Whether as enemies they fought,
Or fought with us, or neither; the sand joins them together,
Enlisted on the other front.

Was That Layla’s Flame

Ibn Al-Farid
Egyptian
1181 – 1234

 

Was that Layla’s flame that shone through the veils of night on Dhū-Salam?
Or lightning’s flash throughout the vales round Zawra and Al-Alam?
Have you but a sigh of dawn for me, O winds about Na’man?
Have you but a sip to offer me, O waters of Wajra?
O driver of laden camels rolling up the wayless sands
like a scroll of mighty writ beside the Sagebrush of Idam
Turn aside at the guarded safeground -God be your shepherd!- and seek the path
To yonder Lotus thicket, to the myrtle and laurel bay.
Then halt at Mount Sal, and ask at the curling vale of Raqmatayn:
Have the tamarisks grown and touched at last in the livening weep of the rain?
If you’ve crossed the waters of Aqīq in the mornlight, I implore you
By God, be unabashed and offer them my heart-felt Hail!
Tell everybody this: I have left behind a heart-felled man
Alive as a deadman, adding plague to plague through your domains.
From my heart like a burning bush there spreads a flame of more than fire.
From my eyes the pouring tears are like a ceaseless season of rains.
For such is lovers’ law: not one limb of the mortal body
When bound in love with a gazelle can ever be free of pain.
You ignoramus! You who defame and shame me for my love!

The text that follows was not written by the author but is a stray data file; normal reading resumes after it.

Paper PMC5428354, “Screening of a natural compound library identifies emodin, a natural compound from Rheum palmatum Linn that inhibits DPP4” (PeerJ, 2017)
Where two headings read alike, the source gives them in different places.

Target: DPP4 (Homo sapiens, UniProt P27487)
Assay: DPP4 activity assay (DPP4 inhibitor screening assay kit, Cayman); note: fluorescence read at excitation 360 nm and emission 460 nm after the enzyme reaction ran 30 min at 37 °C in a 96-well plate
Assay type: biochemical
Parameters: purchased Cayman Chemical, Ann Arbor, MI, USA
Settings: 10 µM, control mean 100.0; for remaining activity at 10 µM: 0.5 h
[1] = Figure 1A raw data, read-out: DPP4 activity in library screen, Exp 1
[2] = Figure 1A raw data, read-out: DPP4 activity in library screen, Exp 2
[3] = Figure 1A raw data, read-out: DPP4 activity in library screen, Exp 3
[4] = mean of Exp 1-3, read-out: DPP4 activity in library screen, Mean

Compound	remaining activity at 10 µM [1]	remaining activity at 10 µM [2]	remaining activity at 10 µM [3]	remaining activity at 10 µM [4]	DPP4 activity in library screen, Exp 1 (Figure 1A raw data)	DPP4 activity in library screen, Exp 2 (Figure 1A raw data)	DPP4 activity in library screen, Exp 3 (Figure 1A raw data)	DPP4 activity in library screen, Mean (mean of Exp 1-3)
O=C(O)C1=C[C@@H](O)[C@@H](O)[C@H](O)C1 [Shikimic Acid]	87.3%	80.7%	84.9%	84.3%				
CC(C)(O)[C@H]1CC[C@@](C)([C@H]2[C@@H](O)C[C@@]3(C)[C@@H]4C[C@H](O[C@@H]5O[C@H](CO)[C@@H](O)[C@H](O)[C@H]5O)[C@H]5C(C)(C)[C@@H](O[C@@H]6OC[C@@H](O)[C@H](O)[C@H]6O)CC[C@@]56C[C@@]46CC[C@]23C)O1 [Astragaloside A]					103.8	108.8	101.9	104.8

Desist and learn. You would not blame me, had your love been the same.
I swear by the sacred union, by the age-old love and by
Our covenant’s communion and all the things of bygone ages:
No consolation, no replacement turned me away from loving
For it is not who I am to move with the whims of solace and change.
Return the slumber to my eyes, and then perhaps I will see you
Visit my bed in the recklessness of dream as a revenant shade.
Alas for our days at Khayf! Had they but lasted each tenfold!
Alas for me, alas, how the last day couldn’t last or stay.
If only my grief could cure me, oh if only the “oh” of my woe
And my remorse could ever recover aught that is passed away,
Gazelles of the winding dell! Be kind and turn away from me
For I, to look on no one but my love, have bound my gaze
In deference to a Judge who has decreed a wondrous fatwa
That my blood be shed in every month, both sacred and profane.
Deaf, he did not hear my plea. Dumb, he could not reply.
He is stricken blind to the plight of one whom love has struck insane.

Being a Human Being

Tom Leonard
Scots
1944 – 2018

 

for Mordechai Vanunu

not to be complicit
not to accept everyone else is silent it must be alright

not to keep one’s mouth shut to hold onto one’s job
not to accept public language as cover and decoy

not to put friends and family before the rest of the world
not to say I am wrong when you know the government is wrong

not to be just a bought behaviour pattern
to accept the moment and fact of choice

I am a human being
and I exist

a human being
and a citizen of the world

responsible to that world
—and responsible for that world